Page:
ERIC Number: ED115129
Record Type: RIE
Publication Date: 1975-Nov-29
Reference Count: 0
The Academy and the Agora: Education Today.
Cannon, Harold C.
Familiarization with the thoughts and creations of great minds, past and present, is a significant function of education. Many students, however, are effectively denied such opportunity for intellectual growth by the identification of education with job-training. Much of the curriculum neglects the past and the foreign. Humanists approach this problem not be reforming humanities curricula per se but by proposing "bridges" between the humanities and vocational interests. There is a great need for individual humanities courses that are not introductions to further work in a particular discipline. The "arguments" for persuading students to study the humanities have changed little in this century; these are categorized as (1) the traditional, (2) the exemplary, and (3) the pragmatic. All are persuasive, but none offers absolute proof of the benefits of such education. The methods of the sciences and social sciences should be applied to furnish that proof. In addition, it should be possible to popularize the content of the humanities without vulgarizing or diluting it. Everyone beyond infancy has skills and knowledge of a humanistic kind. There are hopeful signs of a resurgence of interest in humanities education. Humanists must choose now whether to harness this interest to their own purposes or to decry it as a dilution of their discipline. (Author/KM)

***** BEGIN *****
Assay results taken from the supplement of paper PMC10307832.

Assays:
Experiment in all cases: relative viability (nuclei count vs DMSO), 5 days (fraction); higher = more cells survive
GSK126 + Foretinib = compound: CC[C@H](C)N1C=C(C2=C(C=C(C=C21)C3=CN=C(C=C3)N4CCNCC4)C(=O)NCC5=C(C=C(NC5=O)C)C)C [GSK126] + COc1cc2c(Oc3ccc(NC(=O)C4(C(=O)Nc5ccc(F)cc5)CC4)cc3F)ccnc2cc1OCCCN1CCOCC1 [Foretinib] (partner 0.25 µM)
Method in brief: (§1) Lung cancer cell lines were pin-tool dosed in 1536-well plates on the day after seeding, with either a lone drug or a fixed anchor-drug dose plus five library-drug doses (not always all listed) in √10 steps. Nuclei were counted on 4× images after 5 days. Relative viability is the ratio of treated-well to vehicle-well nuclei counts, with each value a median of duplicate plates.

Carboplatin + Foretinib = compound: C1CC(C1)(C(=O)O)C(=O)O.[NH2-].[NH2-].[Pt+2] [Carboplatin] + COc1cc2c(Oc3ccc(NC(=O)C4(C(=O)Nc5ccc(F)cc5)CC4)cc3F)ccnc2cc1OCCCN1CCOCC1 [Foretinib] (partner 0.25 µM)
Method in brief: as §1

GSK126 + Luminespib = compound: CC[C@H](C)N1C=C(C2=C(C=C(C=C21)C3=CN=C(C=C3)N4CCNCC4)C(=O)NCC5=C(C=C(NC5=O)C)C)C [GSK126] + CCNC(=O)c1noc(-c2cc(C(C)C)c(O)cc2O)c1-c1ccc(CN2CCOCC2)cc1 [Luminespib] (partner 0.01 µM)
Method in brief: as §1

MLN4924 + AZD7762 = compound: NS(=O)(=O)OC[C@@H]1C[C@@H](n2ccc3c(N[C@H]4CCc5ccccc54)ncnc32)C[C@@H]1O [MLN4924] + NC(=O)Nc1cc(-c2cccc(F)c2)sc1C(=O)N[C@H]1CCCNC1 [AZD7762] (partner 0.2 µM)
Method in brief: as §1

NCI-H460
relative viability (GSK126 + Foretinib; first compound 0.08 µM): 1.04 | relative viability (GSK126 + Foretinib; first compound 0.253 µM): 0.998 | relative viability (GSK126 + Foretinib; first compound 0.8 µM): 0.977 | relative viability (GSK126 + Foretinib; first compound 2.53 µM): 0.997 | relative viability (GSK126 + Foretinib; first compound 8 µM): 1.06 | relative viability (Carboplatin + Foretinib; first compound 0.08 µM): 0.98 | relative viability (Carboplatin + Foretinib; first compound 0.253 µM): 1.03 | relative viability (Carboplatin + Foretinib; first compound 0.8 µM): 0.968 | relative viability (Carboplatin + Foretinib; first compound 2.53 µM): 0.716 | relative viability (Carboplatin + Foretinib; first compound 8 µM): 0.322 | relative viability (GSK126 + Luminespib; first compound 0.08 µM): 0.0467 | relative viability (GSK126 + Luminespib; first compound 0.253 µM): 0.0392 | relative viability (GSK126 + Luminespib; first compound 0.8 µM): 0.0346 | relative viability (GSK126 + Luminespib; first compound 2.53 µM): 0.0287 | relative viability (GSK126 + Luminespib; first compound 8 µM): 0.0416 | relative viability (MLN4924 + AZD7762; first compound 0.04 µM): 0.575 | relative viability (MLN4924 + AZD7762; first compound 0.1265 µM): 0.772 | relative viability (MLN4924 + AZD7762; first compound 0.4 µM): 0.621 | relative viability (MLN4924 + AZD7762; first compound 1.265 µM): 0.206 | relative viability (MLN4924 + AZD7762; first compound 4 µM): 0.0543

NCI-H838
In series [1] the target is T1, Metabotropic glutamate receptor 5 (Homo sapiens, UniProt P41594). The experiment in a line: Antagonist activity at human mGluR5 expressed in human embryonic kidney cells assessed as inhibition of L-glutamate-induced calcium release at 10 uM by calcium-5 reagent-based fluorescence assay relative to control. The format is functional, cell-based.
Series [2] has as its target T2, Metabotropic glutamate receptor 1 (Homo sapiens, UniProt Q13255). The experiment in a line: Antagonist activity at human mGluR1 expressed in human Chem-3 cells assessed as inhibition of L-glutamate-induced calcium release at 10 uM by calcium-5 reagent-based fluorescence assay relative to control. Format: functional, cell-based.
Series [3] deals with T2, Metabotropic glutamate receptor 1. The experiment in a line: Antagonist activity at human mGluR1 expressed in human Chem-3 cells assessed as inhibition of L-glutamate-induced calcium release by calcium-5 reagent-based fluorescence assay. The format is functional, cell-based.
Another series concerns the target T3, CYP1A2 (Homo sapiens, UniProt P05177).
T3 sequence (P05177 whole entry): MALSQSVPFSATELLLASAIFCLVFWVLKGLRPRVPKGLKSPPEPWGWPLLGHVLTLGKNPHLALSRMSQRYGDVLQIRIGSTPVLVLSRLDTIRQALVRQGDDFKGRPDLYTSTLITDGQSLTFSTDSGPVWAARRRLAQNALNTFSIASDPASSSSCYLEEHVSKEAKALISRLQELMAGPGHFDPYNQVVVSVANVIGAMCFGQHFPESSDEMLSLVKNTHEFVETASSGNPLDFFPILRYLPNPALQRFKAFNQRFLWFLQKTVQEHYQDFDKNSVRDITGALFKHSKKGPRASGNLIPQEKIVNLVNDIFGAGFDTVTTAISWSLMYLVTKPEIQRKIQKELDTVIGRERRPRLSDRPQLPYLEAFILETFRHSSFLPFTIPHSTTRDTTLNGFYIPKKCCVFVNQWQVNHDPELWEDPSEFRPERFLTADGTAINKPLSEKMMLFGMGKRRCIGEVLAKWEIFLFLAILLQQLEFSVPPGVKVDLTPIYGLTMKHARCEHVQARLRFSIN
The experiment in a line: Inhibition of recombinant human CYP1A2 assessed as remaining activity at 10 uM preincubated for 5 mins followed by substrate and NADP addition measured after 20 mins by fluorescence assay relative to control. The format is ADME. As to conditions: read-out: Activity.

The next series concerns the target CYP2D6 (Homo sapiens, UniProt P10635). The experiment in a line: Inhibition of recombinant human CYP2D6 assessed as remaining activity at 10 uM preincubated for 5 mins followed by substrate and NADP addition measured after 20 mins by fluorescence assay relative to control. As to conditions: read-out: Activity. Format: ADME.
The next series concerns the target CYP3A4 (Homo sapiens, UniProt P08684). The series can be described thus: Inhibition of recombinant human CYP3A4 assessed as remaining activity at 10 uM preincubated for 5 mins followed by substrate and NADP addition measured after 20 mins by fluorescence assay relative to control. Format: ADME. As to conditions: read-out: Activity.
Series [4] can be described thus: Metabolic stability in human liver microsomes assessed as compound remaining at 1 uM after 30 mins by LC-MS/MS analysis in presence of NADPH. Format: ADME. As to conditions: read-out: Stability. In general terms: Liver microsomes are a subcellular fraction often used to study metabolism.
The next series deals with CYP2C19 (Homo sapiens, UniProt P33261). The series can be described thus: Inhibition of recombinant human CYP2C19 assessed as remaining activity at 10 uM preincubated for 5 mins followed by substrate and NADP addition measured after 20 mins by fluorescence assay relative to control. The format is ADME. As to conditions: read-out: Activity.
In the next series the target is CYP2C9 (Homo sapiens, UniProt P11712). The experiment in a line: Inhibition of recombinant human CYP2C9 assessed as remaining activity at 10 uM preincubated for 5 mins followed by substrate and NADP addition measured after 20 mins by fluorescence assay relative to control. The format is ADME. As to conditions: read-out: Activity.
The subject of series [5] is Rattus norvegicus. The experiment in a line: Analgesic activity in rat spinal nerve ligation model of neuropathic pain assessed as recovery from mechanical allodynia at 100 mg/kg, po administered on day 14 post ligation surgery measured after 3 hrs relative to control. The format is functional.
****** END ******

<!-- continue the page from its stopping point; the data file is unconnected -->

Descriptors: Classical Languages, Classical Literature, Cultural Background, Educational Attitudes, Educational Objectives, Educational Philosophy, Enrollment, History, Humanistic Education, Humanities, Humanities Instruction, Language Enrollment, Language Instruction, Literature, Philosophy, Student Attitudes, Student Motivation
Publication Type: Speeches/Meeting Papers
Education Level: N/A
Authoring Institution: N/A
Note: Not available in hard copy due to marginal legibility of original document; Paper presented at the Annual Meeting of the American Conference on the Teaching of Foreign Languages (Washington, D.C., November 1975)